Which is more important - skills or manners?
The right answer: both. Whereas mediocre employees will never create excellent results, everyone else will torpedo the work of a brilliant but obnoxious co-worker.
It's likewise with your IT organisation. Excellence is important but not until after the business invites you to participate. Relationships matter.
Nor is having a "good" relationship sufficient. You need the right kind of relationship - one you've designed. But how do you design a relationship?
I have elsewhere introduced a technique for starting the process of designing your relationship with the rest of the business, called either "scenario-based design" or "tales by the campfire", depending on which stage of the consulting sales cycle I'm in. It replaces abstract generalities with illustrative anecdotes as a way for IT leaders to explain to one another what they'd like IT's relationship with the business to look like.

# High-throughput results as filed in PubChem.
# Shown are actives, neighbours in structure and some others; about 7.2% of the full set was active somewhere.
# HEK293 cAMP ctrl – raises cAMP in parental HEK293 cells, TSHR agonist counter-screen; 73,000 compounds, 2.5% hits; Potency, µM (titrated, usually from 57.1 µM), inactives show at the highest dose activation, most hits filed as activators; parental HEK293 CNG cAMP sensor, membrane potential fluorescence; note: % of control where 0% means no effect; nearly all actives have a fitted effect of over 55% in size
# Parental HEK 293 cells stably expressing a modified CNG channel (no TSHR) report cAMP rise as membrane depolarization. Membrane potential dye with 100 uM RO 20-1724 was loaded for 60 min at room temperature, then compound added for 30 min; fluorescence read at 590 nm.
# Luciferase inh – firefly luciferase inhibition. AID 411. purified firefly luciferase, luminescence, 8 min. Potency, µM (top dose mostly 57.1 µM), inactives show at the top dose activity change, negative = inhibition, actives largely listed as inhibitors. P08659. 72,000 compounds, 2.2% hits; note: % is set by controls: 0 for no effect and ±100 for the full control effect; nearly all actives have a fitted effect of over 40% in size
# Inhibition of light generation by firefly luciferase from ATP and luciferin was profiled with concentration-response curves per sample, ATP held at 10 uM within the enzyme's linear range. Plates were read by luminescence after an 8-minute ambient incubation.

Once your team has shared these anecdotes - and probed at them, because you need internal consensus on this - what happens next?
Extract a set of between five and seven principles for designing a relationship.
What good are these design principles? They're what you need for the next step - to figure out how IT has to change. That's the payoff.
What really matters in all of this is that you have a structured process to help figure out what new skills and knowledge your employees will need, how some key processes will have to change, and perhaps what new tools you'll have to put into place so you can have the right relationship with the rest of the company.
How's your relationship with the business? Send Bob an e-mail via David_Beynon@idg.com.au
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